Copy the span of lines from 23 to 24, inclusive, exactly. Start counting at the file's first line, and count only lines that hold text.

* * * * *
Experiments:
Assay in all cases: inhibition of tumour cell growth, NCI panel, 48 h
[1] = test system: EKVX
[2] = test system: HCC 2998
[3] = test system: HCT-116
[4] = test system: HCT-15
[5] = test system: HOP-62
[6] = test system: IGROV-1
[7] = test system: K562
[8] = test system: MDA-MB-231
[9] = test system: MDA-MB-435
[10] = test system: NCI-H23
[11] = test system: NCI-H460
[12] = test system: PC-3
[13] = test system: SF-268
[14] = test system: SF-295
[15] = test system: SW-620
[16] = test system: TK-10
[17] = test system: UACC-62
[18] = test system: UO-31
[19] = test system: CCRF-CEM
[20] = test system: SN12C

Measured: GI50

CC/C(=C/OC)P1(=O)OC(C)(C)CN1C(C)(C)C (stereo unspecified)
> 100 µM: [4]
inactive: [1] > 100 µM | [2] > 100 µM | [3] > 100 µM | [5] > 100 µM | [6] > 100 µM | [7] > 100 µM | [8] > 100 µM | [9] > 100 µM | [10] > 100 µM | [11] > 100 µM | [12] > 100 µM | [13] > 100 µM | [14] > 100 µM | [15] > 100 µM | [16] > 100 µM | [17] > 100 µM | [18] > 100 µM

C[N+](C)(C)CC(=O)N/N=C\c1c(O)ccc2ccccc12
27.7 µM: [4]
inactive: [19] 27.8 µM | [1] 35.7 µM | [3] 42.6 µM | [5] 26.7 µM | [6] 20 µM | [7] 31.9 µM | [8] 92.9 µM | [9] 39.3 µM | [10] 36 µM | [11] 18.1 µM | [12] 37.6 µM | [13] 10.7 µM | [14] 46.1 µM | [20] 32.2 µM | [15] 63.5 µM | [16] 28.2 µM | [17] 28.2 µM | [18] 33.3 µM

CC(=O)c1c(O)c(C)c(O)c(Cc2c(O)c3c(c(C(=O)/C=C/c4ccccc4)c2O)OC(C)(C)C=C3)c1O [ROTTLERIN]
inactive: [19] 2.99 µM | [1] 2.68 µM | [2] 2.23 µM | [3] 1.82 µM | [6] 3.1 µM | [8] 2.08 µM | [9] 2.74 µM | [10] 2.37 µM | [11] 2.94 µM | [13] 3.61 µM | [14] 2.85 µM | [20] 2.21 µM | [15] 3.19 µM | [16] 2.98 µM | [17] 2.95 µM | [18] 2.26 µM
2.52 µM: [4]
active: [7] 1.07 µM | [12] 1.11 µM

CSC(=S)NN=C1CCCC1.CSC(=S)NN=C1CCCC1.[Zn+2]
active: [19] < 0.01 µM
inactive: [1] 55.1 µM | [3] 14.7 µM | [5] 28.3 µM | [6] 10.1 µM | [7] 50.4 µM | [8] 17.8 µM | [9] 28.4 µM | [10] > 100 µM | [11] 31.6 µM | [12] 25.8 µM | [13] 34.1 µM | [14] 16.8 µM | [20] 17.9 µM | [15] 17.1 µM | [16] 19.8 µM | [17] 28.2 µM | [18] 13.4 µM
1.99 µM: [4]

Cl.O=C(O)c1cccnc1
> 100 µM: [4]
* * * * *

Measured: GI50

CC/C(=C/OC)P1(=O)OC(C)(C)CN1C(C)(C)C (stereo unspecified)